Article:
In arm B, participants were administered NOX-A12 at a weekly, continuous dose of 600 mg for the duration of 26 weeks. Radiotherapy was given in weeks 1 through 6 at a cumulative dose of 60 Gy in 2 Gy fractions, and bevacizumab was given at a dose of 10 mg/kg every 2 weeks for 26 weeks.
The 3 expansion arms of the trial intend to enroll 6 patients each. In addition to arms B and C, arm A is evaluating the combination of NOX-A12 and radiotherapy in patients with glioblastoma and complete tumor resection. In this arm, patients received NOX-A12 at 600 mg continuously for 26 weeks, and radiotherapy during weeks 1 through 6 at a cumulative dose of 60 Gy in 2 Gy fractions.
The primary outcome measure for the trial is safety. Key secondary outcome measures include progression-free survival (PFS) at 6 months, median PFS, median overall survival (OS), tumor vascularization as per vascular MRI, plasma level of NOX-A12, neurologic function, and quality of life.
Previously, NOX-A12 was evaluated in combination with pembrolizumab as a treatment for patients with microsatellite-stable (MSS), metastatic colorectal cancer (CRC) and pancreatic cancer with liver metastases, as part of the phase 1/2 OPERA study (NCT03168139).4 The key objective of this research was to determine whether CXCL12 inhibition with the agent could reverse the immune privileged status of the tumor microenvironment and thus broaden the applicability of checkpoint inhibitors to this population.
A total of 20 patients were recruited to the trial; of these patients, 11 had metastatic CRC and 9 had metastatic pancreatic cancer. Across the subsets, 15 patients were male (75%), and all had stage IV disease at the time of study entry. The mean age among those with CRC was 63 years (range, 55-73); among those with pancreatic cancer, the mean age was 67 years (range, 48-82).
The mean number of prior lines of systemic treatment received in those with CRC and pancreatic cancer was 5 (range, 2-9) vs 3 (range, 1-5), respectively. Moreover 9 vs 3 patients, respectively, previously underwent surgery. Among those with CRC, the best response achieved with last treatment was disease progression in 10 patients and stable disease in 1 patient. In the pancreatic cancer subset, the best response achieved with last treatment was disease progression for all patients. Investigators noted that because all patients had MSS disease, they should not be responsive to anti–PD-1 therapy.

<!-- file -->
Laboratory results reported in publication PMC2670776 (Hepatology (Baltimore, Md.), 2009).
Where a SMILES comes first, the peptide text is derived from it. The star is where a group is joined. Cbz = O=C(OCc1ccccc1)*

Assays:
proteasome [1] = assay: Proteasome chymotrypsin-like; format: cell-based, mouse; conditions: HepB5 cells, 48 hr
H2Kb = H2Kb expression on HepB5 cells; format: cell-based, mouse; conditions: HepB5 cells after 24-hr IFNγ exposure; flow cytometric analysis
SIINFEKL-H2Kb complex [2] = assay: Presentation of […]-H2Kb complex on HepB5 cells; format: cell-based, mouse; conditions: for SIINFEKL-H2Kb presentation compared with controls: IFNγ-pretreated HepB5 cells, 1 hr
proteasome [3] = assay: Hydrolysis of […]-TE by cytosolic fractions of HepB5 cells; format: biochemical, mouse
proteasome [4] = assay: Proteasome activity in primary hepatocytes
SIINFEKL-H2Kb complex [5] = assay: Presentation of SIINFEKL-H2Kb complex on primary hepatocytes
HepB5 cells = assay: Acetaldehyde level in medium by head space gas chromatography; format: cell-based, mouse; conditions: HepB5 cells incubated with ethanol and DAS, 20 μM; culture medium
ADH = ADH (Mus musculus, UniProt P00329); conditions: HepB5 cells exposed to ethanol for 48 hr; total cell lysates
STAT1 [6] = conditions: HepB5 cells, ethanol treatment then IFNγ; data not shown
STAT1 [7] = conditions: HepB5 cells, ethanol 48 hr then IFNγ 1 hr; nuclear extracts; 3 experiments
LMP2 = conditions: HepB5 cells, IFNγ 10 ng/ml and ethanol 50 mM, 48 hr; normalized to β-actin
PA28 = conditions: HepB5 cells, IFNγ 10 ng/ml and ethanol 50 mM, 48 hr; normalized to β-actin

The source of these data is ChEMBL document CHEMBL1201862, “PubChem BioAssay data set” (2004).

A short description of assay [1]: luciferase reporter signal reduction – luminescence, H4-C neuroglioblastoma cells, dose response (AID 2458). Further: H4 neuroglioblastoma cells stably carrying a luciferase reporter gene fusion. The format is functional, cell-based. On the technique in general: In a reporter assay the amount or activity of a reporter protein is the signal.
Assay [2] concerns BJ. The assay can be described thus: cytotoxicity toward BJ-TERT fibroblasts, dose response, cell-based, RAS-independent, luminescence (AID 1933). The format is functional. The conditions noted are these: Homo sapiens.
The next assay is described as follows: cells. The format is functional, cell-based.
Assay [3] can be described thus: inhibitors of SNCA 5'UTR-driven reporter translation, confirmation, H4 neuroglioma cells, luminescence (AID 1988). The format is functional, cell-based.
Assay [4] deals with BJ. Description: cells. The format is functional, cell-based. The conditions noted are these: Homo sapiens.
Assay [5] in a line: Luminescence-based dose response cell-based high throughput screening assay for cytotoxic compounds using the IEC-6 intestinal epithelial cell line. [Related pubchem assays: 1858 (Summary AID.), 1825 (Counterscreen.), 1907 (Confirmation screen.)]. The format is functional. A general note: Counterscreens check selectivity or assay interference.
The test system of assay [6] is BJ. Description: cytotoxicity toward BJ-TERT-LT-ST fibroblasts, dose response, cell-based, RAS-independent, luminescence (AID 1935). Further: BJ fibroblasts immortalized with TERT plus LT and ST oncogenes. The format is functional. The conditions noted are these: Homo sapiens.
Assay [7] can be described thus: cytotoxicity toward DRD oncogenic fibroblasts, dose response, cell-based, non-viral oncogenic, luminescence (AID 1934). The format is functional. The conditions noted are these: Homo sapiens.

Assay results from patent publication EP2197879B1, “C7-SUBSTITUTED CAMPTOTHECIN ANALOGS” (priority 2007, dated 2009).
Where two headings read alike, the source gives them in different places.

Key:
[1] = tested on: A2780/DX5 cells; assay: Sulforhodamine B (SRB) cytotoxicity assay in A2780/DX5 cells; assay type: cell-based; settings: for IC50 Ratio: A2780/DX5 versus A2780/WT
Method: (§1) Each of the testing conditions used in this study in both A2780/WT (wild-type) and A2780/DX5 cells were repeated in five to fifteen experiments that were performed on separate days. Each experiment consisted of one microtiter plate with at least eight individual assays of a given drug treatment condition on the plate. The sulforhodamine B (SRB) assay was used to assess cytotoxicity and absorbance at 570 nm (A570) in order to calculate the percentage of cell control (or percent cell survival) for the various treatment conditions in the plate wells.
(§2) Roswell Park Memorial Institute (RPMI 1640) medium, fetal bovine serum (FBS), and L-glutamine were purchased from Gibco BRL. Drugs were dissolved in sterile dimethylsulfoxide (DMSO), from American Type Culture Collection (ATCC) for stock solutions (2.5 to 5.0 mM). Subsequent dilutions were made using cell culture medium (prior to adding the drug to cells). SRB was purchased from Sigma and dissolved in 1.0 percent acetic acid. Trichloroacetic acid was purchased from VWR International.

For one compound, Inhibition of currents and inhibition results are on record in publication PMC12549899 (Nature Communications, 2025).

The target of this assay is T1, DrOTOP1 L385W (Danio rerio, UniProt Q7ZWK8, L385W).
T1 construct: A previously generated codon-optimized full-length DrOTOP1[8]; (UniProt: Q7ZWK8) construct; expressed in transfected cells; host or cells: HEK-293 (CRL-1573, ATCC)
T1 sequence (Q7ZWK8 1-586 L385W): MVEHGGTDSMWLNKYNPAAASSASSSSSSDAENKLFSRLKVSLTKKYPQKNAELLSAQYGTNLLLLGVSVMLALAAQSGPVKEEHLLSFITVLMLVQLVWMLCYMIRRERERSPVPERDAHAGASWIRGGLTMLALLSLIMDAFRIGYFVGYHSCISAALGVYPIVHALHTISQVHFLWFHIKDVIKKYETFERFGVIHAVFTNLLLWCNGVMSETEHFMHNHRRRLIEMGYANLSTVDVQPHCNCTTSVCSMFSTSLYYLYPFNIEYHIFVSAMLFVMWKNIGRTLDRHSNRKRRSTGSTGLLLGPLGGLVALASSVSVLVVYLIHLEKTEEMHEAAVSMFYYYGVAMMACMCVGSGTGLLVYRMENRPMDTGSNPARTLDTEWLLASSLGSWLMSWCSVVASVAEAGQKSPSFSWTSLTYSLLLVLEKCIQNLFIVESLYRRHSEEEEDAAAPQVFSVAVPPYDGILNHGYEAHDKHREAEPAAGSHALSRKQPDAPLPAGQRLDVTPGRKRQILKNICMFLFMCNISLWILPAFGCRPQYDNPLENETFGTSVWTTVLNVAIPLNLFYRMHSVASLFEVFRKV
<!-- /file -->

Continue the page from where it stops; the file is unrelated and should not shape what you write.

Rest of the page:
Study participants were given 300 mg of NOX-A12 on days 1, 4, 8, and 11 of the monotherapy phase of the trial. Investigators did needle biopsies from acceptable liver metastases prior to treatment and on day 14. Samples were evaluated for immune cell infiltration per immunohistochemistry and cytokine signature.
Following the single-agent phase, participants were administered a combination of NOX-A12 at 300 mg and pembrolizumab at 200 mg every 3 weeks. Treatment was continued until disease progression or unacceptable toxicity. Investigators monitored progression via MRI every 8 weeks.
The doublet was found to induce immune response in this population. Twenty-five percent of patients had stable disease. The combination was also noted to prolong time on treatment for 35% of patients compared with previous therapy. The median PFS was 1.87 months. The 6-month OS rate was 39%; at 12 months, this rate was 20%. Three of the patients who had stable disease (15%) were noted to have survived for longer than 1 year.
In September 2014, the FDA granted an orphan drug designation to NOX-A12 in conjunction with radiotherapy in the treatment of patients with glioblastoma.5